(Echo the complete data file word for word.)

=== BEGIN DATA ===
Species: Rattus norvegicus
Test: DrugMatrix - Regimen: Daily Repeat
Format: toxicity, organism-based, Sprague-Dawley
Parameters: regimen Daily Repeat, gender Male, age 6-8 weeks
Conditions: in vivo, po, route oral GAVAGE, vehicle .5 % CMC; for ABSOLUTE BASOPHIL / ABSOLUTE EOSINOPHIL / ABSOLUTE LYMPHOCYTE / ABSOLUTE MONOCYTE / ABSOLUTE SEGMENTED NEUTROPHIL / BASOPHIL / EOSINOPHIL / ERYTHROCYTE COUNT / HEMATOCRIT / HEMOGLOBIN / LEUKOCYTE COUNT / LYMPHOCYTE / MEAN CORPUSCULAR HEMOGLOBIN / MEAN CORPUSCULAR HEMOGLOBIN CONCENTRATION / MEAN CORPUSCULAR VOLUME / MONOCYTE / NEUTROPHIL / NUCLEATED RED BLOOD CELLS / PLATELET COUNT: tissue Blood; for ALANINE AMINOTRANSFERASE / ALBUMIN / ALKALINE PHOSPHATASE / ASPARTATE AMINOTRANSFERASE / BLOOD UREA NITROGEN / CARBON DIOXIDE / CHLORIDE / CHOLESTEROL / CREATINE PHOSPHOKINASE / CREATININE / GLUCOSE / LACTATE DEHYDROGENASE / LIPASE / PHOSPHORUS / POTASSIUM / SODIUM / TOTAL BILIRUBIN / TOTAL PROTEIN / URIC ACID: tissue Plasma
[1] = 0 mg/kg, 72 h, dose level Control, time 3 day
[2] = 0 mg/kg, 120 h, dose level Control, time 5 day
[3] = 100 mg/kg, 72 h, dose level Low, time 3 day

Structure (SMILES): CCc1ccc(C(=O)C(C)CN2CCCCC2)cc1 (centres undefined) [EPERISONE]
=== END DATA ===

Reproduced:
Species: Rattus norvegicus
Test: DrugMatrix - Regimen: Daily Repeat
Format: toxicity, organism-based, Sprague-Dawley
Parameters: regimen Daily Repeat, gender Male, age 6-8 weeks
Conditions: in vivo, po, route oral GAVAGE, vehicle .5 % CMC; for ABSOLUTE BASOPHIL / ABSOLUTE EOSINOPHIL / ABSOLUTE LYMPHOCYTE / ABSOLUTE MONOCYTE / ABSOLUTE SEGMENTED NEUTROPHIL / BASOPHIL / EOSINOPHIL / ERYTHROCYTE COUNT / HEMATOCRIT / HEMOGLOBIN / LEUKOCYTE COUNT / LYMPHOCYTE / MEAN CORPUSCULAR HEMOGLOBIN / MEAN CORPUSCULAR HEMOGLOBIN CONCENTRATION / MEAN CORPUSCULAR VOLUME / MONOCYTE / NEUTROPHIL / NUCLEATED RED BLOOD CELLS / PLATELET COUNT: tissue Blood; for ALANINE AMINOTRANSFERASE / ALBUMIN / ALKALINE PHOSPHATASE / ASPARTATE AMINOTRANSFERASE / BLOOD UREA NITROGEN / CARBON DIOXIDE / CHLORIDE / CHOLESTEROL / CREATINE PHOSPHOKINASE / CREATININE / GLUCOSE / LACTATE DEHYDROGENASE / LIPASE / PHOSPHORUS / POTASSIUM / SODIUM / TOTAL BILIRUBIN / TOTAL PROTEIN / URIC ACID: tissue Plasma
[1] = 0 mg/kg, 72 h, dose level Control, time 3 day
[2] = 0 mg/kg, 120 h, dose level Control, time 5 day
[3] = 100 mg/kg, 72 h, dose level Low, time 3 day

Structure (SMILES): CCc1ccc(C(=O)C(C)CN2CCCCC2)cc1 (centres undefined) [EPERISONE]